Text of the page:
Understanding asset allocation in your superannuation


Most superannuation funds let their customers elect how their balance is invested, meaning you get to decide what assets you want. Your superannuation is a trust that usually invests in one of two ways: investment strategies or by specified asset allocation.

Asset allocation refers to how money is divided between different types of assets or how much of a person’s portfolio is invested in asset classes. These can include shares, cash, property, fixed interest or international investments. Asset classes have varying levels of risk and potential return. This means that a super fund’s asset allocation directly influences the level of risk and return in a portfolio. By diversifying amongst each of the asset classes, the overall risk of the portfolio can be reduced.

Getting involved in asset allocation can provide the ability to further customise the mix of assets that your super fund is invested in and the proportions of your balance that are invested in each asset. While there is no ‘one size fits all’ approach to smart investing, there are a number of common guidelines that individuals may choose to consider when going forward in an asset allocation strategy.

One of these is related to growth assets. These assets are high-risk and high-reward, such as shares and property. This guideline states that if you subtract your age from 100, that is the percentage of your super portfolio that should be made up of growth shares. It is based on the idea that when you are younger, you will end up with a higher percentage of growth assets with this approach. This is because you can afford to take risks as you have a longer period of time to make up any of your losses, while as you get older you need to adopt a more conservative approach.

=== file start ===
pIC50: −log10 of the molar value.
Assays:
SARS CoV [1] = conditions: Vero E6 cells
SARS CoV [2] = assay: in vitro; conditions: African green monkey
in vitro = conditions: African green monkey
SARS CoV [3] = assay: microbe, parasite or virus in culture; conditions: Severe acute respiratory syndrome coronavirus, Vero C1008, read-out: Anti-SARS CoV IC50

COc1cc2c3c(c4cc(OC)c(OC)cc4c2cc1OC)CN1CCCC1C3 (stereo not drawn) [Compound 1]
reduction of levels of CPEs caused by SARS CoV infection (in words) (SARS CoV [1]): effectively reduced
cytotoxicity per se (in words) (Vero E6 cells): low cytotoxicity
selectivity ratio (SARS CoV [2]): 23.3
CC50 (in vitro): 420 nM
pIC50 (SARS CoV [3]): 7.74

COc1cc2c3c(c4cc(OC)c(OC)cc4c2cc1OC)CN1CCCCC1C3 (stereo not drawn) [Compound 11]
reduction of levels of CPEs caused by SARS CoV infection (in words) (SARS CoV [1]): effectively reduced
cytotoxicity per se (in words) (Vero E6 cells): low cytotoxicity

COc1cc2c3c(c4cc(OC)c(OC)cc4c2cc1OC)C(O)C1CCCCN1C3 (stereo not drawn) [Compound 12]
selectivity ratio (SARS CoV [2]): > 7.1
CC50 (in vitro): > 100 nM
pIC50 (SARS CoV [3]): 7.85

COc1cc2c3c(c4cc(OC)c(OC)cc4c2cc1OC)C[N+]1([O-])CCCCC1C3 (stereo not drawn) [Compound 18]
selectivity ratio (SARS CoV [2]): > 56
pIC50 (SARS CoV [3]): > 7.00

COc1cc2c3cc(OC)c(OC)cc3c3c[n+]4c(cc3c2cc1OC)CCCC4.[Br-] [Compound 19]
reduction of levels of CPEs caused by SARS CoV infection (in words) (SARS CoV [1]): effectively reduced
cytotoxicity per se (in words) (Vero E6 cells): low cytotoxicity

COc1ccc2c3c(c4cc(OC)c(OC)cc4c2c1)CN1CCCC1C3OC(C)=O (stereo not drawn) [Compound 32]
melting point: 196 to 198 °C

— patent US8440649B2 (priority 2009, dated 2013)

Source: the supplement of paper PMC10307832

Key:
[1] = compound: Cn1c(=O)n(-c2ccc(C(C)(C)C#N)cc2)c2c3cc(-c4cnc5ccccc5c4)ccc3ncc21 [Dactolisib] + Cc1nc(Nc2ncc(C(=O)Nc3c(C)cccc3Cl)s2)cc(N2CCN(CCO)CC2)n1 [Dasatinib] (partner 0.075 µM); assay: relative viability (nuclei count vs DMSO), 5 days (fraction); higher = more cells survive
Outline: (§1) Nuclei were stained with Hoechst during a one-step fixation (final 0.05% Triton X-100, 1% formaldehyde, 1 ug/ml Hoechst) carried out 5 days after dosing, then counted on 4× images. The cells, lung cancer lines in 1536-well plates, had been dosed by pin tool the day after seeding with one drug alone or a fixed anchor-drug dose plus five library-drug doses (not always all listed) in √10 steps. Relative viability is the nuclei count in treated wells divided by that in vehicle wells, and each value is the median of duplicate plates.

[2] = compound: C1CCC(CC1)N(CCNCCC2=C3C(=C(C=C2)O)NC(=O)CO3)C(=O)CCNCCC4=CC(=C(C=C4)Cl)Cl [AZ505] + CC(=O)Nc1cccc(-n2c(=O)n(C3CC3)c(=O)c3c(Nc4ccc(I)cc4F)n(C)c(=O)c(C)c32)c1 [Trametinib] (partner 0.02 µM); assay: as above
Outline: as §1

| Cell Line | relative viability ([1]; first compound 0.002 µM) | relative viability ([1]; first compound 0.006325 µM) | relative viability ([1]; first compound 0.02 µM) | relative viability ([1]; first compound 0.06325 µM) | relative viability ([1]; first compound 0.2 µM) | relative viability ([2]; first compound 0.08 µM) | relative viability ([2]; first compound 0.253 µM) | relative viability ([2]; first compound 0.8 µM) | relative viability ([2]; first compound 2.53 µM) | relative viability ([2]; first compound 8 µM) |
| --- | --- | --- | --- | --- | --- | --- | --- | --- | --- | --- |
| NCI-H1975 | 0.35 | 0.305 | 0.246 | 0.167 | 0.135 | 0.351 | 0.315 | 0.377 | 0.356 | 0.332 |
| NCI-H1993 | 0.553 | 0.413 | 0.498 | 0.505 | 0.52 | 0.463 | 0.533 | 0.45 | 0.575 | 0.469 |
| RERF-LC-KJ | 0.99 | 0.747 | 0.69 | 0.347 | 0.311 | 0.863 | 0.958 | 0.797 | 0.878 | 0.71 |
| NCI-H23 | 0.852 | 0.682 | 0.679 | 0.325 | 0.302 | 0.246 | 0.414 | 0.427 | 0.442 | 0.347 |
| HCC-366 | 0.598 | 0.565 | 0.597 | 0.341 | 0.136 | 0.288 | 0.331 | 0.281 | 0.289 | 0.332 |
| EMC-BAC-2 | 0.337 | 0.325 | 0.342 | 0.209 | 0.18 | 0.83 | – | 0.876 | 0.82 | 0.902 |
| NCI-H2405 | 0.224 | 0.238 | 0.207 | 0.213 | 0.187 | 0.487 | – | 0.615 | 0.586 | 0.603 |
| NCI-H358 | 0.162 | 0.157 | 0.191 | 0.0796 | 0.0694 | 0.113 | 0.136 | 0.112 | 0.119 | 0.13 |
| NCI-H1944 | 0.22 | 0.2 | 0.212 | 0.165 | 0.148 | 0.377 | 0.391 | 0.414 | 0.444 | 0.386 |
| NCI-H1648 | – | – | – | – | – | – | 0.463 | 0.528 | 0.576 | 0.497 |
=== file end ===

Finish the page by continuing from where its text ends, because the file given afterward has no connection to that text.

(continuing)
It is worth keeping in mind that everyone is different, and consider what type of asset allocation is most appropriate for your situation. Choosing an asset allocation that matches your risk profile, investment timeframes and objectives can be complex, so it may be worth seeking professional financial advice.


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